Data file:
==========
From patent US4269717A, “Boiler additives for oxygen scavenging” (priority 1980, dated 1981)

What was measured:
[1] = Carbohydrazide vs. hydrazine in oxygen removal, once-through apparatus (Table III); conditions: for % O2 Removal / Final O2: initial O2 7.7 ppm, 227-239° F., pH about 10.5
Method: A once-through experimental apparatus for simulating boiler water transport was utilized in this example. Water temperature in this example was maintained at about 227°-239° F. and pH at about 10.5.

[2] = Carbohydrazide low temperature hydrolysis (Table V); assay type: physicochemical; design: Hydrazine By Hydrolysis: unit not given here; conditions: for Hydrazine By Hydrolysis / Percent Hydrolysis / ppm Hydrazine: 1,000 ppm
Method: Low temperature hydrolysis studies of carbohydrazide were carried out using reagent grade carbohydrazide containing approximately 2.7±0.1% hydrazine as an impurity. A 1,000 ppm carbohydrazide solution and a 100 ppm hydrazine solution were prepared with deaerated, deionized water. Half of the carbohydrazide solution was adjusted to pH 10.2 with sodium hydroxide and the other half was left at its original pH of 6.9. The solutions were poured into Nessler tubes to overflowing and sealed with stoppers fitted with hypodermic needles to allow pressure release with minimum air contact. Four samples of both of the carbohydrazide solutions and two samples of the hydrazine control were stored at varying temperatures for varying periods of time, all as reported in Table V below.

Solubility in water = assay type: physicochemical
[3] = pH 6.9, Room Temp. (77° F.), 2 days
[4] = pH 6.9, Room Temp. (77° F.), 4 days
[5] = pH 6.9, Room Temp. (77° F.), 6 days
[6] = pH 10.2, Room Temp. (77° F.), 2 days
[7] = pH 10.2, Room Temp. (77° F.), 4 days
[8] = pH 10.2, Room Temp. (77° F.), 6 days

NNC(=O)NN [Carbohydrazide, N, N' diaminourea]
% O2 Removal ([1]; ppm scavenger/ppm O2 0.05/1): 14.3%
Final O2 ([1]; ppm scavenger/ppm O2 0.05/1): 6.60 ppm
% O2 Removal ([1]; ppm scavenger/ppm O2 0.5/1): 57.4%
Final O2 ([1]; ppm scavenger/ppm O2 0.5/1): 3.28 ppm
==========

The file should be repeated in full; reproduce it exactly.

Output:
From patent US4269717A, “Boiler additives for oxygen scavenging” (priority 1980, dated 1981)

What was measured:
[1] = Carbohydrazide vs. hydrazine in oxygen removal, once-through apparatus (Table III); conditions: for % O2 Removal / Final O2: initial O2 7.7 ppm, 227-239° F., pH about 10.5
Method: A once-through experimental apparatus for simulating boiler water transport was utilized in this example. Water temperature in this example was maintained at about 227°-239° F. and pH at about 10.5.

[2] = Carbohydrazide low temperature hydrolysis (Table V); assay type: physicochemical; design: Hydrazine By Hydrolysis: unit not given here; conditions: for Hydrazine By Hydrolysis / Percent Hydrolysis / ppm Hydrazine: 1,000 ppm
Method: Low temperature hydrolysis studies of carbohydrazide were carried out using reagent grade carbohydrazide containing approximately 2.7±0.1% hydrazine as an impurity. A 1,000 ppm carbohydrazide solution and a 100 ppm hydrazine solution were prepared with deaerated, deionized water. Half of the carbohydrazide solution was adjusted to pH 10.2 with sodium hydroxide and the other half was left at its original pH of 6.9. The solutions were poured into Nessler tubes to overflowing and sealed with stoppers fitted with hypodermic needles to allow pressure release with minimum air contact. Four samples of both of the carbohydrazide solutions and two samples of the hydrazine control were stored at varying temperatures for varying periods of time, all as reported in Table V below.

Solubility in water = assay type: physicochemical
[3] = pH 6.9, Room Temp. (77° F.), 2 days
[4] = pH 6.9, Room Temp. (77° F.), 4 days
[5] = pH 6.9, Room Temp. (77° F.), 6 days
[6] = pH 10.2, Room Temp. (77° F.), 2 days
[7] = pH 10.2, Room Temp. (77° F.), 4 days
[8] = pH 10.2, Room Temp. (77° F.), 6 days

NNC(=O)NN [Carbohydrazide, N, N' diaminourea]
% O2 Removal ([1]; ppm scavenger/ppm O2 0.05/1): 14.3%
Final O2 ([1]; ppm scavenger/ppm O2 0.05/1): 6.60 ppm
% O2 Removal ([1]; ppm scavenger/ppm O2 0.5/1): 57.4%
Final O2 ([1]; ppm scavenger/ppm O2 0.5/1): 3.28 ppm